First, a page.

Maguire Schmid Finds Perfect Partner in Diabetic Alert Dog
by TIM CRAIG
photos by MICHAEL WILSON
Maguire Schmid remembers his first encounter with a Diabetic Alert Dog.
It was about seven years ago at a festival. One of his friends who has type I diabetes had one.
“I had no idea they even existed until I met one,” says Schmid, who was diagnosed with type I diabetes at age 10 in 2010. “I didn’t know how they worked or anything.”
Yet, when Schmid walked into the booth where his friend and the alert dog were, the animal immediately went into alert mode.
“I felt fine,” the Lakeland resident says. “I didn’t have a continuous glucose monitor at the time, so I did a glucose test, and it said that my blood sugar was high.”
Schmid and his friend are two of the estimated 16 million Americans living with type 1 diabetes. According to the Juvenile Diabetes Research Foundation, about 64,000 people in the U.S. are diagnosed with type I diabetes each year.
When Schmid was first diagnosed at age 10, he and his family charged ahead, learning as much as they could about the disease and forming a family team called “Maguire’s Mission,” which hosted and participated in walks to raise money for the JRDF. When he was 15, he was chosen to go to Washington, D.C., to speak with lawmakers about type I diabetes and the importance of the availability of continuous glucose monitors.
“My parents were really instrumental in keeping me busy and moving forward,” he says. “They wouldn’t let me get down about having type 1 diabetes and were always looking ahead.”
After learning about the growing use of diabetic alert dogs are that trained to detect low or high blood sugar levels and prompt their owners to act, Schmid and his family chose to explore that option.
The Perfect Match
Their search took them to Tattle Tails Scent Dogs in Salt Lake City, Utah.
According to the Tattle Tails website, each of their puppies are scent imprinted, which means they are exposed to massive amounts of real-time diabetic scent from the time they are born. An “imprinted” puppy is a dog that comes from a line of service dogs and they are trained from the moment they’re born to recognize changes in blood sugar.
When a person’s blood sugar drops, dogs are able to detect it through breath and sweat. Dogs, which have 50 times as many scent receptors as humans, can smell
this change of chemical makeup.
Through a sponsorship with Bryce’s Buddies Juvenile Diabetes Foundation in Winter Haven, Schmid was able to get on the Tattle Tails waiting list, and just seven months later he was selected. As part of the pairing process, Tattle Tails owner K.C. Owens had a one-on-one chat with Schmid, like she does with all candidates.
“She really works to pair you based on your lifestyle and personality characteristics,” says Schmid. “At that time, I was an arrogant teen, so she knew I needed an alpha dog.”
During the pairing process, participants are placed in a Facebook group to ask questions and interact. Owens also hosts live-streamed sessions to allow the group to see the puppies grow. Owens does not disclose which puppy is matched with which family, but there was one dog that Schmid couldn’t help but notice.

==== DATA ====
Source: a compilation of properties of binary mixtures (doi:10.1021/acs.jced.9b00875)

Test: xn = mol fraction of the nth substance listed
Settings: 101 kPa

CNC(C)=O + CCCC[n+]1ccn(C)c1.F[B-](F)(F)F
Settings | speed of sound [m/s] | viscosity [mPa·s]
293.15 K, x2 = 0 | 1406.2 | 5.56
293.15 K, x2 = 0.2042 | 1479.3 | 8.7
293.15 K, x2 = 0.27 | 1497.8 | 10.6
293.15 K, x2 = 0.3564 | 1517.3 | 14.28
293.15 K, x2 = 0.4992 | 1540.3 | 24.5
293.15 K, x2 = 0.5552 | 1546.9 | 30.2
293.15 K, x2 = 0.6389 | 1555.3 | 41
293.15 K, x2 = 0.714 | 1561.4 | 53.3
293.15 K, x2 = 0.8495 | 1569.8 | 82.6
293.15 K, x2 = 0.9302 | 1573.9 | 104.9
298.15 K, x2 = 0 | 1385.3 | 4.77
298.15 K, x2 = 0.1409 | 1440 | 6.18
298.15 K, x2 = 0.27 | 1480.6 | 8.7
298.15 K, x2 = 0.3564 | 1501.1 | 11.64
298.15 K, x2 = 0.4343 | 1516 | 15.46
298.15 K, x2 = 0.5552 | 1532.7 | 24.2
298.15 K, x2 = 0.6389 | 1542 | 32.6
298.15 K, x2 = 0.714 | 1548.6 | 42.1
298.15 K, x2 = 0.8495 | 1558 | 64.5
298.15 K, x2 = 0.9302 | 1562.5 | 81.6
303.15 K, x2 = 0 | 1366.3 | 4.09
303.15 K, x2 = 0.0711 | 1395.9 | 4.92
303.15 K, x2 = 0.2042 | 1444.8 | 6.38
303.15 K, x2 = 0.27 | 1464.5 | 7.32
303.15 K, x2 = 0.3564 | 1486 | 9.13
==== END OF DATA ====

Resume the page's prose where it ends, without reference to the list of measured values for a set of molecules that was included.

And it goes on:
“You definitely knew she was the alpha,” he says. “She had a purple collar on and always seemed like she was doing something extra — like climbing on top of the other puppies to be noticed or guarding the water and food bowls.”
When the puppies reached 8 weeks, it came time for the pairing ceremony with the other families. At the ceremony, the feisty, purple-collared black Lab, named Cadence, was given to Schmid.
Getting in Sync With Cadence
Coming home with Cadence in 2017 was just the beginning of the journey. Once the pair were matched, Schmid and Cadence needed to continue online training classes to complete the pairing process.
“She was definitely an alpha and was persistent as ever,” says Schmid.
At first, he says, to catch his attention, she would sit real still and stare intensely at him. “That was all she knew how to do,” he says. “We needed to work out how to communicate and understand each other.”
During their first year together, the pair worked out a system of signals. It all starts with the stare to get his attention, he says. Then he asks Cadence what’s wrong and she will respond with one of two signals. If his blood sugar is low, Cadence will raise her paw and make a swatting motion. If his blood sugar is high, she will make a bowing motion, with her front low to the ground and her backside high.
“It took a lot of work,” Schmid remembers, “but after about year, we had it worked out.”
It’s worked out so well, he says, that now Cadence almost always outperforms his CGM. “She consistently gives me alerts about my sugar levels before my monitor,” he says. “It almost makes the monitor secondary.”
There have been quite a few changes since Cadence joined Schmid on his journey. He has grown from a high schooler to a 21-year-old with a full-time job and he recently got married, meaning Cadence needed to get used to sharing Schmid.
“At first, it didn’t go well,” he says. “She was not used to having an extra person around. As the alpha, it was an adjustment. But after about two months, she treats my wife as one of the family.”
Through it all, it’s impossible for Schmid to imagine life without his canine companion.
“Cadence has taught me a lot about myself and a lot about dogs,” he says. “Moving forward, it just keeps getting better. It’s awesome to have a companion that is always looking out for you.”